Bioaugmentation is biostimulation with the addition of the introduction of a specific potential microbe or group of microbes to enhance (augment) the metabolic capacity of present indigenous microbial populations. These augmenting agents will vary widely depending on the indigenous microbes of your soil and the contaminants they are remediating, but great success has been achieved in lowering levels of PAHs through a combination of processes and microbial agents.
One of the emerging on-site green remediation strategies showing real promise is Phytoremediation. Phytoremediation uses plants to reclaim contaminated soil and water that has high levels of toxic pollutants. This remediation method increases microbial activity in the rhizosphere (rooted areas) by degradation of the PAHs in contaminated soils through metabolic processes. A long list of potential plants for phytoremediation is highlighted by rye grass and sunflowers.
Chemical Remediation Methods
These three chemical remediation options use natural chemical processes to degrade the PAHs in contaminated soils.
Direct photooxidation uses sunlight to degrade PAHs in surface soils and atmospheric degradation. In this process PAHs are directly oxidized after they absorb sunlight radiation. The rate of chemical transformation that occurs during photooxidation varies depending upon sunlight intensity as well as overlapping spectral characteristics of solar radiation.
Indirect photooxidation occurs when other substances like clay, organic matter, and inorganics absorb sunlight energy and then transmit that energy to the PAHs via electron orbital interactions leading to degradation of the PAHs.
2- Fenton system
Fenton’s reagent treatment involves the use of peroxide at different concentrations (from 3 to 35%) along with ferrous iron (Fe II). Because peroxide (H2O2) decomposes into highly reactive nonspecific hydroxyl radicals when combined with ferrous iron it chemically oxidizes the PAHs in the soil. This method is dependent on the composition of the soil but has proven effective.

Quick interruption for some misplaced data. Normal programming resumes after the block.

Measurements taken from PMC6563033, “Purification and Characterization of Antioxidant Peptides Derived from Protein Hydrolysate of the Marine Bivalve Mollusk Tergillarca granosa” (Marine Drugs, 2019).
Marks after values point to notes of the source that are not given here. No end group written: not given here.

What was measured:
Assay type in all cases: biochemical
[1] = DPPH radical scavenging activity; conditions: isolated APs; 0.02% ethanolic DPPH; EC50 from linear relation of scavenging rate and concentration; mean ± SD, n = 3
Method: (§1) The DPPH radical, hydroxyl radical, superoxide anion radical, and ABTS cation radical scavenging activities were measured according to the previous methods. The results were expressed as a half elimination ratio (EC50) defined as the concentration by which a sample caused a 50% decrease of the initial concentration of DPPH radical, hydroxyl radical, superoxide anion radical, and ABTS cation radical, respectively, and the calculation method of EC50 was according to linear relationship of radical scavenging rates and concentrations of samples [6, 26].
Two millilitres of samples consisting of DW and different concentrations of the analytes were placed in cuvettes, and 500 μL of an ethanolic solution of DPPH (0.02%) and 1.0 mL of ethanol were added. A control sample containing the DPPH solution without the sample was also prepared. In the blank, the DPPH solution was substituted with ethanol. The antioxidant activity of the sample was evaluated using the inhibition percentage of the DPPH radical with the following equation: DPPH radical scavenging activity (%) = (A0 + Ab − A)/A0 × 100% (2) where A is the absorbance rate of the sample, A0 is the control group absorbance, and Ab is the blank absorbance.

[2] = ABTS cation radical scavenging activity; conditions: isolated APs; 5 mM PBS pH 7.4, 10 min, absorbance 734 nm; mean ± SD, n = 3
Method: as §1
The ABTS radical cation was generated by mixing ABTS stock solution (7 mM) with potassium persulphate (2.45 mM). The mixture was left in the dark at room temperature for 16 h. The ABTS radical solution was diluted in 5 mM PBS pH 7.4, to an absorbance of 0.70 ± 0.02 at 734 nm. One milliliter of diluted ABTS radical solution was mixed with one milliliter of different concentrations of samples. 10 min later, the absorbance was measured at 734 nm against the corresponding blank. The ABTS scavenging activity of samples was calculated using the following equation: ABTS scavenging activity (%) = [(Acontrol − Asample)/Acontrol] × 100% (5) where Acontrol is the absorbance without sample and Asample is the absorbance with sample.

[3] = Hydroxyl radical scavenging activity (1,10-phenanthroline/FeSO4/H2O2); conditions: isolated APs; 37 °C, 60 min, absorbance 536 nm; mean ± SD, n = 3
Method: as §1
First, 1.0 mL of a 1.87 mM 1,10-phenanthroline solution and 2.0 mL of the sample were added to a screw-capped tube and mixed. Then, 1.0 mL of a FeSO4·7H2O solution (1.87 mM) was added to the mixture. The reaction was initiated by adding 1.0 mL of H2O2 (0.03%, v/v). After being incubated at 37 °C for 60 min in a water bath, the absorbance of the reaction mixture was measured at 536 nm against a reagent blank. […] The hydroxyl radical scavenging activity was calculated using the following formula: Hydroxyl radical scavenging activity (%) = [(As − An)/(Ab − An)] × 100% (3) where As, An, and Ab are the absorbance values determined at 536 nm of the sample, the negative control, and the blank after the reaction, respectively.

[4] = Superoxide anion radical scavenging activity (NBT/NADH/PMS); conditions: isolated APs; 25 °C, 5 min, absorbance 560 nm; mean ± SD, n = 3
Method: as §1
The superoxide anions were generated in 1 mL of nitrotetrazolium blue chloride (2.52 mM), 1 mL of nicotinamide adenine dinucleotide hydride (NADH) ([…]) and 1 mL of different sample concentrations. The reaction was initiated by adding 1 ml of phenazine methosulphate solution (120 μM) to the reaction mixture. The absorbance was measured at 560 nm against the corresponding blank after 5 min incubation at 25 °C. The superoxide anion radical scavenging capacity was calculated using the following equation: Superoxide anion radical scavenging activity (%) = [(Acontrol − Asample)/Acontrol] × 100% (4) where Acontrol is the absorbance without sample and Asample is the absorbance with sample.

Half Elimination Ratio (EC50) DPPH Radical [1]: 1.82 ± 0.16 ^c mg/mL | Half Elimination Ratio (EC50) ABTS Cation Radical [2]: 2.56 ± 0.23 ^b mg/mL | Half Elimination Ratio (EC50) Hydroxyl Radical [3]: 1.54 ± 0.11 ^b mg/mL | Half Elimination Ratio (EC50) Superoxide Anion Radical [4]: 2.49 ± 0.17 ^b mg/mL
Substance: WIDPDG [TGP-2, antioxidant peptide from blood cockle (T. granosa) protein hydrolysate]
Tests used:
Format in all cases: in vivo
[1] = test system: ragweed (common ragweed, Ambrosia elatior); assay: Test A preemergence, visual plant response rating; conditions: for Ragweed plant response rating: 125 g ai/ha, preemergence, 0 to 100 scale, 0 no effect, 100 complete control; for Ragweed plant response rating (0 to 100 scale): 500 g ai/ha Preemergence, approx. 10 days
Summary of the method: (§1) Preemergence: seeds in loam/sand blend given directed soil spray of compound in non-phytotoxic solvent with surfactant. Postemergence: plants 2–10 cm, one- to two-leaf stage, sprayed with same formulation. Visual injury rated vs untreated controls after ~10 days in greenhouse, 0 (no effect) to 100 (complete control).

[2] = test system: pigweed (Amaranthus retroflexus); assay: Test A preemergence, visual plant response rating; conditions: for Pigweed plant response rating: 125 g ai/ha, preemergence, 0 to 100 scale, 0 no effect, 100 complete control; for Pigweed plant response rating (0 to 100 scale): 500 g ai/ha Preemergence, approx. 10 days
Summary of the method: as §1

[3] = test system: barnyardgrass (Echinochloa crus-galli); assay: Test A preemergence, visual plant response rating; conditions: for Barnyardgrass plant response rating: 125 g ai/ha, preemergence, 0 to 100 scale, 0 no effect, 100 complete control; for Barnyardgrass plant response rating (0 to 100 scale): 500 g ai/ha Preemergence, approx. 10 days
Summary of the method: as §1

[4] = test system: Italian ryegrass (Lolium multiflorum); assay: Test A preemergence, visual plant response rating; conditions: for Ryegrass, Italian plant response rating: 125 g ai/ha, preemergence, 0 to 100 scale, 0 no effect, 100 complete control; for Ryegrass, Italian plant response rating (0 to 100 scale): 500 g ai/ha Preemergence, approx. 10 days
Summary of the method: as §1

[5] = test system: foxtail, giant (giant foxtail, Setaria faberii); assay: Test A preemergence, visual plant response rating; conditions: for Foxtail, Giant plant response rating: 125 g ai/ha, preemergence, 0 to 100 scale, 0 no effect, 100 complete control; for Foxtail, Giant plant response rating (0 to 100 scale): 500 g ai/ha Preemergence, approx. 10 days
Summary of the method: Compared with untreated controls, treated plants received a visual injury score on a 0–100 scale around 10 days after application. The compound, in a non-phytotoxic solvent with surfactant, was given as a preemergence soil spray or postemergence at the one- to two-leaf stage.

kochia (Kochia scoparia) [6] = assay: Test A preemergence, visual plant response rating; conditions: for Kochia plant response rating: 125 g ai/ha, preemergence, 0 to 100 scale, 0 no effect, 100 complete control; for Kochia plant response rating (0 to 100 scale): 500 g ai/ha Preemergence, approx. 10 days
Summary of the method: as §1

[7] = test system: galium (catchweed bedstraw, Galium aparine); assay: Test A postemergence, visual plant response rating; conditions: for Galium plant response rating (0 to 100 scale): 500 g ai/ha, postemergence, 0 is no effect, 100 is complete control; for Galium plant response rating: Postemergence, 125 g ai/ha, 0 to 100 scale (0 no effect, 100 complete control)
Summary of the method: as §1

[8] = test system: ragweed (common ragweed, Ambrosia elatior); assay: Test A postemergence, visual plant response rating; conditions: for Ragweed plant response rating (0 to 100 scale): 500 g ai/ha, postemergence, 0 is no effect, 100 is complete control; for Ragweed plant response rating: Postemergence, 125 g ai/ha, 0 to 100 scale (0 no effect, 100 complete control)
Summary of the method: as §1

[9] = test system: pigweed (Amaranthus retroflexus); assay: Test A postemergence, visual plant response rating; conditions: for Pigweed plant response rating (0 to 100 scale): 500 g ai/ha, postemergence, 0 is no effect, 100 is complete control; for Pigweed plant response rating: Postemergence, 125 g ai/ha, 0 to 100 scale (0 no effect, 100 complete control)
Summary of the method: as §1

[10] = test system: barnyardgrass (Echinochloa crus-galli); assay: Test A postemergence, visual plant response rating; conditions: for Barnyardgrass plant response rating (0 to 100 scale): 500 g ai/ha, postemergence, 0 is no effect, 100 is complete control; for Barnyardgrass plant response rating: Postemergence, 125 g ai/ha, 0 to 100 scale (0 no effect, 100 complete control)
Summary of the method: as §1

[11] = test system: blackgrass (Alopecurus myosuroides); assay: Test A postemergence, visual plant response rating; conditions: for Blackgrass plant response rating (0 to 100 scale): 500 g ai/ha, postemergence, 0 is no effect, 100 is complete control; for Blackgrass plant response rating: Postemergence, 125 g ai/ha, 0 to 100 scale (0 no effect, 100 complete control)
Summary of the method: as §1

Ozonation or ozone treatment is the use of gaseous ozone for PAH remediation. It’s effectiveness rests in the molecular structures of the compounds; PAHs react very fast with ozone. In-situ ozonation has been shown to be an attractive option for PAH removal at numerous contaminated sites especially with more recent contaminations.
Why Choose Torrent Laboratory for your PAHs Soil Testing?
Low level testing of PAHs in soil and water.
We offer 8270 and 8270 SIM testing for Polynuclear Aromatic Hydrocarbons (PAHs) in soil and water. The 8270 test method has reporting limits that are generally around 0.5 ppbv, which in most cases is sufficient for soil and water monitoring.
Testing Against ESLs
If your testing results must compare against Residential or Commercial environmental screening levels (ESLs), you may be required to test soil and water with a more sensitive method that can report the data at 0.005 ppbv level. Generally, we meet these low-level reporting limits by performing the test using the 8270 SIM technique.
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Although a complex task, the development of health based cleanup standards and remediation strategies for PAHs contaminated soils is a promising area for remediation. Both biological and chemical strategies offer new cost-effective solutions for PAHs remediation that are also environmentally friendly.
Although there are several drawbacks for all of the biological as well as chemical methods, new applications are being devised regularly including a bio-nano hybrid system using nanoparticles. So keep updated with the latest information with Torrent Laboratory.